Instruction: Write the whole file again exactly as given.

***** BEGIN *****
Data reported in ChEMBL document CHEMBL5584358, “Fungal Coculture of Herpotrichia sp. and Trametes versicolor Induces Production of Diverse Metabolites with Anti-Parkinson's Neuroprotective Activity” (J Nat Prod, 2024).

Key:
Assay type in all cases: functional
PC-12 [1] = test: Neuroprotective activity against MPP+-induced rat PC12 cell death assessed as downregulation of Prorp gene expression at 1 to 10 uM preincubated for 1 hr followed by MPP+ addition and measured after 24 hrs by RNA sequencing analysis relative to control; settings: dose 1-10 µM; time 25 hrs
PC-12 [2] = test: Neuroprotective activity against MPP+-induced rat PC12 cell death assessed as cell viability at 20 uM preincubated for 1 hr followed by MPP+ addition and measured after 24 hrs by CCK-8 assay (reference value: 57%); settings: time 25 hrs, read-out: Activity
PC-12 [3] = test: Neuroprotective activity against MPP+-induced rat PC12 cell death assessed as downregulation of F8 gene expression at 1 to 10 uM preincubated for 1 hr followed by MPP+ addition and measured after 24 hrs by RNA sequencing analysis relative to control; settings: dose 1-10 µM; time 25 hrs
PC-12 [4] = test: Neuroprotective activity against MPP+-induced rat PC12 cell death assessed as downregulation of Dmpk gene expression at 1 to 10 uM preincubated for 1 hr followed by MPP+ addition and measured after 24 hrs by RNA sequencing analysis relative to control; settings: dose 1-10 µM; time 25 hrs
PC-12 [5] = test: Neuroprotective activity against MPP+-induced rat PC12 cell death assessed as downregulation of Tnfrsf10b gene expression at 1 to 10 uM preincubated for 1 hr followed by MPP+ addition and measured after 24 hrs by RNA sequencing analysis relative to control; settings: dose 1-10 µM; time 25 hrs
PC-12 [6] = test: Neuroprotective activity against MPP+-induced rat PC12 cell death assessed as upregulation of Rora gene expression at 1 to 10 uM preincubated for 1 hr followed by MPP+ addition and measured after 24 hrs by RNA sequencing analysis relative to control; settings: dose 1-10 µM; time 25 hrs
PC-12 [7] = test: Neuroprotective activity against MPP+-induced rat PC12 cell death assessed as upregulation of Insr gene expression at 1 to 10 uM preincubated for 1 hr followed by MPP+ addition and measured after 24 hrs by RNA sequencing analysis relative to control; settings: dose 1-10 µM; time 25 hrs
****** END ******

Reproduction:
Data reported in ChEMBL document CHEMBL5584358, “Fungal Coculture of Herpotrichia sp. and Trametes versicolor Induces Production of Diverse Metabolites with Anti-Parkinson's Neuroprotective Activity” (J Nat Prod, 2024).

Key:
Assay type in all cases: functional
PC-12 [1] = test: Neuroprotective activity against MPP+-induced rat PC12 cell death assessed as downregulation of Prorp gene expression at 1 to 10 uM preincubated for 1 hr followed by MPP+ addition and measured after 24 hrs by RNA sequencing analysis relative to control; settings: dose 1-10 µM; time 25 hrs
PC-12 [2] = test: Neuroprotective activity against MPP+-induced rat PC12 cell death assessed as cell viability at 20 uM preincubated for 1 hr followed by MPP+ addition and measured after 24 hrs by CCK-8 assay (reference value: 57%); settings: time 25 hrs, read-out: Activity
PC-12 [3] = test: Neuroprotective activity against MPP+-induced rat PC12 cell death assessed as downregulation of F8 gene expression at 1 to 10 uM preincubated for 1 hr followed by MPP+ addition and measured after 24 hrs by RNA sequencing analysis relative to control; settings: dose 1-10 µM; time 25 hrs
PC-12 [4] = test: Neuroprotective activity against MPP+-induced rat PC12 cell death assessed as downregulation of Dmpk gene expression at 1 to 10 uM preincubated for 1 hr followed by MPP+ addition and measured after 24 hrs by RNA sequencing analysis relative to control; settings: dose 1-10 µM; time 25 hrs
PC-12 [5] = test: Neuroprotective activity against MPP+-induced rat PC12 cell death assessed as downregulation of Tnfrsf10b gene expression at 1 to 10 uM preincubated for 1 hr followed by MPP+ addition and measured after 24 hrs by RNA sequencing analysis relative to control; settings: dose 1-10 µM; time 25 hrs
PC-12 [6] = test: Neuroprotective activity against MPP+-induced rat PC12 cell death assessed as upregulation of Rora gene expression at 1 to 10 uM preincubated for 1 hr followed by MPP+ addition and measured after 24 hrs by RNA sequencing analysis relative to control; settings: dose 1-10 µM; time 25 hrs
PC-12 [7] = test: Neuroprotective activity against MPP+-induced rat PC12 cell death assessed as upregulation of Insr gene expression at 1 to 10 uM preincubated for 1 hr followed by MPP+ addition and measured after 24 hrs by RNA sequencing analysis relative to control; settings: dose 1-10 µM; time 25 hrs